View Full Version : Fingerboard
Stayed at Fingerboard in Nov 2004. Nice old stone shelter with a new roof. Was clean at the time. Has two indoor fireplaces - a welcome addition to the shelter the night I was there. No privy and no water in November. When it's running, the spring is to the left and down the hill. Very close to a parking lot so I assume it gets a lot of use in the summer, especially on the weekends.
Where is the Fingerboard located on trail?
New York. Harriman State Park.
Long walk for water ...
On Sunday mornings there is a good chance of being woken up by Asians to a fire and a hot dog breakfast.
It can be busy in the winter, too. I once spent the night in that shelter when a bunch of NJ firemen and their wives were in there, having a party. They hung a tarp across the open side, got fires going in both fireplaces, and it was warm as toast inside. They had a five gallon jug of White Russian. It was a blast.
Here's a photo of Fingerboard Shelter taken during the Blizzard of 2006 (26.9" snow). When I woke up, my bag was caked in ice. You can see it hanging up to dry.
Amazing seeing it all snowed in given the fact that I hit it in the heat of summer 2003.
Kinda looks like a shelter here in Wyoming at the moment (if we had shelters !!)
There was a tiny but useable spring on the hillside just above the shelter when I was there last fall. Just to the right of the shelter, looking uphill. Had a pleasant stay. There were two or three groups camped in the hollow down below the shelter.
I stayed at Fingerboard shelter the night of 4/3/2007. It was a rainey night but no leaks to report. While the water at the shelter isn't all that reliable it's not far from Tiorati circle where you can get water, in season.
I rember staying here last here... it was in July and very warm.
Only down side.. it was a very long down hill to water..all the way down to the lake and then a long hike back up.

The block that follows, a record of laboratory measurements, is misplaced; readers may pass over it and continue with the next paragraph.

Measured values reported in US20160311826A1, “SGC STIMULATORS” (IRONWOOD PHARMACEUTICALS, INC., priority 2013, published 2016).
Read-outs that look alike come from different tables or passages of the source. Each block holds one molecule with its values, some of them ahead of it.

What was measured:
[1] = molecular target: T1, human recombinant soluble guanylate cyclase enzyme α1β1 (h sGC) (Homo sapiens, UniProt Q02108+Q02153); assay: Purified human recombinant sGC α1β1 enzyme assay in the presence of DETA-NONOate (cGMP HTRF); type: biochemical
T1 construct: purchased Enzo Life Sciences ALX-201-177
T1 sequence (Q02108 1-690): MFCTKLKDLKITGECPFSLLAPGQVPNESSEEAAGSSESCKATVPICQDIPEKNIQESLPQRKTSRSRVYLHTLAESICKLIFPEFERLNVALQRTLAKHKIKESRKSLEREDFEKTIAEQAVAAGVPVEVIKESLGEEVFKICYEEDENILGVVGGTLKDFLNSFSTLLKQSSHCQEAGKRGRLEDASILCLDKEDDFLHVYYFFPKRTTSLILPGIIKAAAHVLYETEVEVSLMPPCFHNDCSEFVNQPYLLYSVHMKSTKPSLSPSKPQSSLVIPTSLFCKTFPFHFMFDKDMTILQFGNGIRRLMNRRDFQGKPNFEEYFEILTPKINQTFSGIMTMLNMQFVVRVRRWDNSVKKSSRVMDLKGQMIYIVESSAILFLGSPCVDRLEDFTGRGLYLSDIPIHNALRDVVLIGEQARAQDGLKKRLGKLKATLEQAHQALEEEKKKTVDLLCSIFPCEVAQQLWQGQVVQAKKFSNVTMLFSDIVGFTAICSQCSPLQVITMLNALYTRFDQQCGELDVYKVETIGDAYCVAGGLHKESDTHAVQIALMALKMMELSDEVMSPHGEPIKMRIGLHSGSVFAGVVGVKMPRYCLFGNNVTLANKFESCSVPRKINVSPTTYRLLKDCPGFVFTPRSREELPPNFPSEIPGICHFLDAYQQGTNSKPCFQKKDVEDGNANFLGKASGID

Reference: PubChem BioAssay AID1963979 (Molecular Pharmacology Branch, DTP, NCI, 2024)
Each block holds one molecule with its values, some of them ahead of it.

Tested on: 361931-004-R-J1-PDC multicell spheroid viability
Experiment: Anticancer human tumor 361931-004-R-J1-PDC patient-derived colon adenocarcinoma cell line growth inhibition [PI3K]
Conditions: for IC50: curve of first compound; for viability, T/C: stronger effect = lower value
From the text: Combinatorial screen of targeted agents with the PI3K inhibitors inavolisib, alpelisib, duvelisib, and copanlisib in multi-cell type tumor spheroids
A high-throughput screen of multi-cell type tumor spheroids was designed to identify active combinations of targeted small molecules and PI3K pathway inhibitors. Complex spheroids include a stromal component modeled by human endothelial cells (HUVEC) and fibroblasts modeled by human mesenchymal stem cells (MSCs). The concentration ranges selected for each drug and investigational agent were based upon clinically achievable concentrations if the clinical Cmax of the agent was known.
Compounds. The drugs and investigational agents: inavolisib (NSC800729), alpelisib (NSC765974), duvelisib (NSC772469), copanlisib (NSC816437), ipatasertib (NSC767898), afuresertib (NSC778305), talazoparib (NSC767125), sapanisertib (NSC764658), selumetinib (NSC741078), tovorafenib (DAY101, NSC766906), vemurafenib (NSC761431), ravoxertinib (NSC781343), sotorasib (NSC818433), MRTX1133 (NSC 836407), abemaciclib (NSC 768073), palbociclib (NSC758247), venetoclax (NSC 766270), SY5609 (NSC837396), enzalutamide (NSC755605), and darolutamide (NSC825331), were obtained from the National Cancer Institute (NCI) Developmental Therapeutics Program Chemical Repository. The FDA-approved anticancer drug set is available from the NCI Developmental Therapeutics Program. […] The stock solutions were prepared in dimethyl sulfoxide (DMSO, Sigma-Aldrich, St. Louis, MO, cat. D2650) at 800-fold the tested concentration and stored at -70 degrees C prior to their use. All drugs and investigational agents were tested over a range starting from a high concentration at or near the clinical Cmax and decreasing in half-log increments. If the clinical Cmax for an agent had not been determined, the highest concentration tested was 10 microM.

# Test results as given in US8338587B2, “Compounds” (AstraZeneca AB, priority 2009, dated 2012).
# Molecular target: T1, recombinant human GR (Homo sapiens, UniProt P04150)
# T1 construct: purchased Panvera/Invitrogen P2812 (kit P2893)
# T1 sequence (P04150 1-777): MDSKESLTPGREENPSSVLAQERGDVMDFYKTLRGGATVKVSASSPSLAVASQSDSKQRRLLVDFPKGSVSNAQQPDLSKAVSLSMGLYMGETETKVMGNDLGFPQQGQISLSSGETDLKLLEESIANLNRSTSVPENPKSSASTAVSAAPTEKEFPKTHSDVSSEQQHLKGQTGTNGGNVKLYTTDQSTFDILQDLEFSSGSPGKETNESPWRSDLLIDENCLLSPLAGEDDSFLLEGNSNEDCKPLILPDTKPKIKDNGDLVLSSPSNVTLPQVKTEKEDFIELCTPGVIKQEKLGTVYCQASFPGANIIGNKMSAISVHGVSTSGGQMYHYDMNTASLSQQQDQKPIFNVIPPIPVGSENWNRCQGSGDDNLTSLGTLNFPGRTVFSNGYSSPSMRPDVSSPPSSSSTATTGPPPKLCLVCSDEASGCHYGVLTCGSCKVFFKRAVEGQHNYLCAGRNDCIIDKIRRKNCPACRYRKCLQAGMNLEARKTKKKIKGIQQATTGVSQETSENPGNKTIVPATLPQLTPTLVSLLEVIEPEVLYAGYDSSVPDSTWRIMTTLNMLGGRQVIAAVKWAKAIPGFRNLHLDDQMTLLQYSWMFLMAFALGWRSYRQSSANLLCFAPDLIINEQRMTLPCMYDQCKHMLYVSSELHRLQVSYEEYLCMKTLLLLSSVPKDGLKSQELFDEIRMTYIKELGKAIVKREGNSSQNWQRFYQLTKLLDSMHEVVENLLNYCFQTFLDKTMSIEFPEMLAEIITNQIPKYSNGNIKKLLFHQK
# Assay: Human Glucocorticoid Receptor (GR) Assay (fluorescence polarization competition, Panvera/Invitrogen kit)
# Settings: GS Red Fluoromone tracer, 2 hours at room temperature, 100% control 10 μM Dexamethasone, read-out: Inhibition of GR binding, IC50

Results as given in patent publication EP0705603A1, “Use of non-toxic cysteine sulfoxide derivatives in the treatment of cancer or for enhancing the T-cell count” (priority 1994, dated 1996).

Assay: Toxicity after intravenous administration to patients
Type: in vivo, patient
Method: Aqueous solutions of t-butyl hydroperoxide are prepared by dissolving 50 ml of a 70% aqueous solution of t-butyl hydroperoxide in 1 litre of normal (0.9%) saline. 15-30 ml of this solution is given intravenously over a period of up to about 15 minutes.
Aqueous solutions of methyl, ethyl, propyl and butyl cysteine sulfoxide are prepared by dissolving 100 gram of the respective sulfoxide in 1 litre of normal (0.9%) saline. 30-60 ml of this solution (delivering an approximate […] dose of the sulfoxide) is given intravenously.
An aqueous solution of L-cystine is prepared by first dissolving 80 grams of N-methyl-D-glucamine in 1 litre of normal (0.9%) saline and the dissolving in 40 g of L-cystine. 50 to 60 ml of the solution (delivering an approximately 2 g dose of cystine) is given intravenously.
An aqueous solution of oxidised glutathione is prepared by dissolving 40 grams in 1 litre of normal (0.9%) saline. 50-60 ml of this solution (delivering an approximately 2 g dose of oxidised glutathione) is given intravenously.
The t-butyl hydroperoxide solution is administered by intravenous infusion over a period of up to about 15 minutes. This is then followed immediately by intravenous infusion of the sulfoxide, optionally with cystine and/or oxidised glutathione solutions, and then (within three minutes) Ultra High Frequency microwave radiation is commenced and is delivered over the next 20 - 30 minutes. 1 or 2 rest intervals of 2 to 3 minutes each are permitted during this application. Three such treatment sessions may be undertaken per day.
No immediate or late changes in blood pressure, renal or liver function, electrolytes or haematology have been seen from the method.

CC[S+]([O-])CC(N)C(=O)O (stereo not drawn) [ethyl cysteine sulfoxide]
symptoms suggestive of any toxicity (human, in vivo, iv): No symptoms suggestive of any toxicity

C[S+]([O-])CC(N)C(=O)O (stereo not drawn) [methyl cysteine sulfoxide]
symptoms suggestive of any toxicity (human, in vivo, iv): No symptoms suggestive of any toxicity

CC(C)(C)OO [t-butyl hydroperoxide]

There's usually water a little south of the shelter maybe 100 yards down the hill. While going to the lake is far to go for water, it's reliable.
Stayed there in mid march 2007 (when was the eclipse? thats where I was), and water runoff from snow melt was all around free for the taking.
I stopped in to the Fingerboard Shelter today, 1-27-08, for a lunch break. It's in generally good condition except for a hole in the roof at the ridge line, but it's not over the sleeping area so not to worry.
I tented near the shelter on 12/15/08 and it seemed to be in good condition.
There was water down hill on the blue blaze that goes past the shelter.
i went there during a weekend trip and i like the shelter alot and the surroundings. except the only problem was the water. The water is a tenth of a mile away and for me the water tasted horrible. it felt like it left a coating of grime on my teeth. I disagree that alot of people go there. God forbid the tourists could hike up a .1 of a hill. They dont so it wasnt a problem when i was there. I remember if u go nobo you come across a water tower. it was so stupid they get the water from the lake and they have a spigout like a foot inside a fence. they couldnt be nice people and let the thru hikers get nice clean cold water. But i devised a plan. i got a stick pulled up the lever and slid my water bottles underneath the fence. worked great. if you guys have any question of harriman appalachian trail u can ask me. i live right near there
I stayed there this week and enjoyed building a fire in one of the fireplaces. It was a freezing night so the fire helped a bit. I love the old stone style shelter. Conveniently located off the AT, nice and close.
Stayed here Feb 25-26, 2012. Camped out down the hill, first campsite beyond the stream. It was nice having a water supply at the edge of your campsite! Practically spoiled, especially since it was cold and windy. I agree with YoungMoose's comment that the stream water is a bit gross. I think it was a bit better for me because the stream was so cold, but it definitely had a sulfurous smell. Tasted decent, though, and cooked in food it was fine.
I like the stone "tables" sticking out of the inside. Even though my girlfriend and I were sharing the shelter to cook lunch with a troop of scouts, there was enough room to set up my stove and sit around the table like our own little cafeteria.
Short hike down the blue trail to the Lake. It was gorgeous but austere in the late February gray.
The shelter smelled like folks didn't bother to go outside to pee. :eek:
I stopped to change layers and have a snack.
William Brien shelter is bad, too, but slightly better in design. It has bunks. Fingerboard just has a wooden floor for sleeping.
I brought water in, so I don't have any idea how good the water source is.
There are several level areas nearby for tents and plenty of trees for hammocks.
William Brien Shelter as of 2/12: